The health summit consists of a routine sequence of actions. First, a joint team of service providers, Ministry of Health officials, donors and researchers assesses the health sector performance based on specific indicators in the preceding year’s program of work. The joint team is selected based on expertise in the area of interest for the health sector assessment. Findings and recommendations from the performance review feed into health sector discussions, pre-setting the frame for which issues can be discussed and which ideas can float around ignoring others. Additionally, the Ministry and its agencies and donors also undertake monitoring visits to selected regions to understand and contextualize policy implementation problems and successes. Regions to visit and problems to study are informed by current trends and happenings within the sector. For instance, in 2012, there were discussions around the supply and availability of artemisinin-based combination therapy medicines (especially the Affordable/Green Leaf) in health facilities and repositioning of the Community-Based Health Planning and Services as a result of the monitoring visits focused on these two issues.


    Secondly, multi-stakeholder meetings are organized in the 2nd quarter of the year (usually between April and May) for everyone with interest in the health sector to come and share their views and ideas. Participants usually include officers of the Ministry and its agencies; representatives of regional and district health management teams; other sector ministry representatives such as the Ministry of Finance and Economic Planning; donors; representatives of coalition of NGOs in health; Christian Health Association of Ghana; quasi-government institution representatives; private practitioners; regulatory agencies; professional bodies and the media. At these meetings, findings and recommendations obtained from monitoring visits and performance review are presented by the Ministry of Health after which interactive and sometimes healthy confrontational discourse take over to propose strategies to mitigate identified problems and replicate good practices and lessons. Where participants fail to agree and build consensus on specific issues, smaller subgroups are tasked to further study the problem and report back to the Ministry. The open multi-stakeholder meeting usually occurs within two days, after which the Ministry prepares key decisions for the next (third) action – a business meeting.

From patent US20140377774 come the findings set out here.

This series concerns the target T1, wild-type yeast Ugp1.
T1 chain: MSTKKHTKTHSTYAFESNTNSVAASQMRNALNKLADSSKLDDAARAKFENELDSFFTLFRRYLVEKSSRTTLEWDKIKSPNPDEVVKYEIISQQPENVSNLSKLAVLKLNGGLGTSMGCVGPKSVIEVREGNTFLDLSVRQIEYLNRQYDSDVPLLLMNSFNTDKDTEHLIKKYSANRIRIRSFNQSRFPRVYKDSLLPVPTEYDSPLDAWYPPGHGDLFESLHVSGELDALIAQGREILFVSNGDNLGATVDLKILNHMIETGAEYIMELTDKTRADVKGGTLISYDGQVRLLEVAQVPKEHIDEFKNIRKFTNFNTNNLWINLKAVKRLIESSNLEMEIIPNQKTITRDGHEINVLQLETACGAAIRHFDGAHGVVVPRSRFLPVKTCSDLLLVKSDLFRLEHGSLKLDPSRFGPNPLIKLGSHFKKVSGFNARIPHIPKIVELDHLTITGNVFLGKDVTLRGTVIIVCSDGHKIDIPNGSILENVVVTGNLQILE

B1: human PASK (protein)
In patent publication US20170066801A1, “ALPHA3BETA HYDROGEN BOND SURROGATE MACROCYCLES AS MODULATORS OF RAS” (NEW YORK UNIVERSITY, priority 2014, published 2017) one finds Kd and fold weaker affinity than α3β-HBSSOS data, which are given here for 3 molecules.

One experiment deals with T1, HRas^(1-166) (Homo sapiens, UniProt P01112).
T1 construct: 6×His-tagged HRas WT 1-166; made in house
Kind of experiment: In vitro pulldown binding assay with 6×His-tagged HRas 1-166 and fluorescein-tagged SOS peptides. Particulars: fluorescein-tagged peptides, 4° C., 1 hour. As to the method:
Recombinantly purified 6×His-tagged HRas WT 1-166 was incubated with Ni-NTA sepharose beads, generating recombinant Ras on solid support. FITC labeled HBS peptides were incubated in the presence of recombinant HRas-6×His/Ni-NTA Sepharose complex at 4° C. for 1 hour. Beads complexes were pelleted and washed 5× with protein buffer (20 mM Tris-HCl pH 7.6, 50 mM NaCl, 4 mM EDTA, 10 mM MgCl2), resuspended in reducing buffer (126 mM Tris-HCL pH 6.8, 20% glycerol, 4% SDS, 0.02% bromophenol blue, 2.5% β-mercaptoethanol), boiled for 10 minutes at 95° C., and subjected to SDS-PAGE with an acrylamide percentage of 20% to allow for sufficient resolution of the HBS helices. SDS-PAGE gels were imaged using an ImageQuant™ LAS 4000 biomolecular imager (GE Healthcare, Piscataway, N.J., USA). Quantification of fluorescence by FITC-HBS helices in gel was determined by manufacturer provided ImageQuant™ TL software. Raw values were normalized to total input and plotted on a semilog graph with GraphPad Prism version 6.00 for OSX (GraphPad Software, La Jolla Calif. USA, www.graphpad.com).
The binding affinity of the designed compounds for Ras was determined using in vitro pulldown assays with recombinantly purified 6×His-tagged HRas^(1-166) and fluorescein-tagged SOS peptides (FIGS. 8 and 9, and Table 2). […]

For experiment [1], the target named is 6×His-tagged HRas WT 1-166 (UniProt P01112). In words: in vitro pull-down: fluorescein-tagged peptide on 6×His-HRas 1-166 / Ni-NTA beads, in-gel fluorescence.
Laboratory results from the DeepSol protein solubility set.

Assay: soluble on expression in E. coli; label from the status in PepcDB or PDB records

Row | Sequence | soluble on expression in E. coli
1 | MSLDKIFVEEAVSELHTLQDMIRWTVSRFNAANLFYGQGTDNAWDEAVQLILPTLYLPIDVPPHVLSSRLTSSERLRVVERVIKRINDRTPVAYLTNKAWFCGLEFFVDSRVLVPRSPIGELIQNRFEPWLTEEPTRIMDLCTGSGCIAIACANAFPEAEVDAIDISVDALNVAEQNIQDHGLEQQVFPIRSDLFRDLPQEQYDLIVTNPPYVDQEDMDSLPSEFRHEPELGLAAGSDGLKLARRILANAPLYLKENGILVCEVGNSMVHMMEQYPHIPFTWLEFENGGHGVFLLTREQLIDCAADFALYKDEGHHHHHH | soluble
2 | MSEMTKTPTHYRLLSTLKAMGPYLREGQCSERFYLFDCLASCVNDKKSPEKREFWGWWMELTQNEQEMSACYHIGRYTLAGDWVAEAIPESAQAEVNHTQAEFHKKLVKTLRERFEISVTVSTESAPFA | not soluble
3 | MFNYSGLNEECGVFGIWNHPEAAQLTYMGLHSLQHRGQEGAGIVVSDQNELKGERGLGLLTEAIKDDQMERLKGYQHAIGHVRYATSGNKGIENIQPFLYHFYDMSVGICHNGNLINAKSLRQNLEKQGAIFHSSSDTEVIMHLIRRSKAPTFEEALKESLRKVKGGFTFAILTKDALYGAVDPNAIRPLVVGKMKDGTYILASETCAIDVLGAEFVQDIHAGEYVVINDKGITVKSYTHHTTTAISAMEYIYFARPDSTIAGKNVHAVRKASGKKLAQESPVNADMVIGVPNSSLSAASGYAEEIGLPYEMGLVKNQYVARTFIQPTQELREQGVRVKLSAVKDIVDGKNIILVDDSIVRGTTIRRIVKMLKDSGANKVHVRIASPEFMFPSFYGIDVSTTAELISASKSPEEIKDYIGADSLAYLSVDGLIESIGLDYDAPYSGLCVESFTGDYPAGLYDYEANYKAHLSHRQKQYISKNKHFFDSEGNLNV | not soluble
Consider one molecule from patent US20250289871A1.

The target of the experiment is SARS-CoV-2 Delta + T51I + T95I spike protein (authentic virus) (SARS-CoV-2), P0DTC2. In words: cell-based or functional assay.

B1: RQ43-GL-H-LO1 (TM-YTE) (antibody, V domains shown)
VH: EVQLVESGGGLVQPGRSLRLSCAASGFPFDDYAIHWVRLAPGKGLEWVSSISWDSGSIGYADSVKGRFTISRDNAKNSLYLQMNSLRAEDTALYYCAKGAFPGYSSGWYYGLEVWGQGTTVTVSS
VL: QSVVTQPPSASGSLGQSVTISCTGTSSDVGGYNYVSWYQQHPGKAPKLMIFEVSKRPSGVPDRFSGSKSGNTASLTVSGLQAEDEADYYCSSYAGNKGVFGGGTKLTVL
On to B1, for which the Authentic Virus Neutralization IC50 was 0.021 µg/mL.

The business meeting is an important component of the summit because participants firm up the ideas that floated around and decisions taken during the meetings. The business meeting is a closed-door meeting because active participation, that is, contribution to discussions is limited to senior officials of the Ministry of Health and its agencies by virtue of their positional authority and donors by virtue of their financial support. The meeting is usually chaired by the Minister of Health and the negotiated decisions made at the summit business meeting are detailed in an Aide Memoire – a policy agenda summary for the next (fourth) action – signing of the Aide Memoire. Final action of the review process is that the Minister of Health and donors who contribute financially to implement the negotiated health sector priorities sign the Aide Memoire. The Aide Memoire feeds into the prioritization and design of the program of work.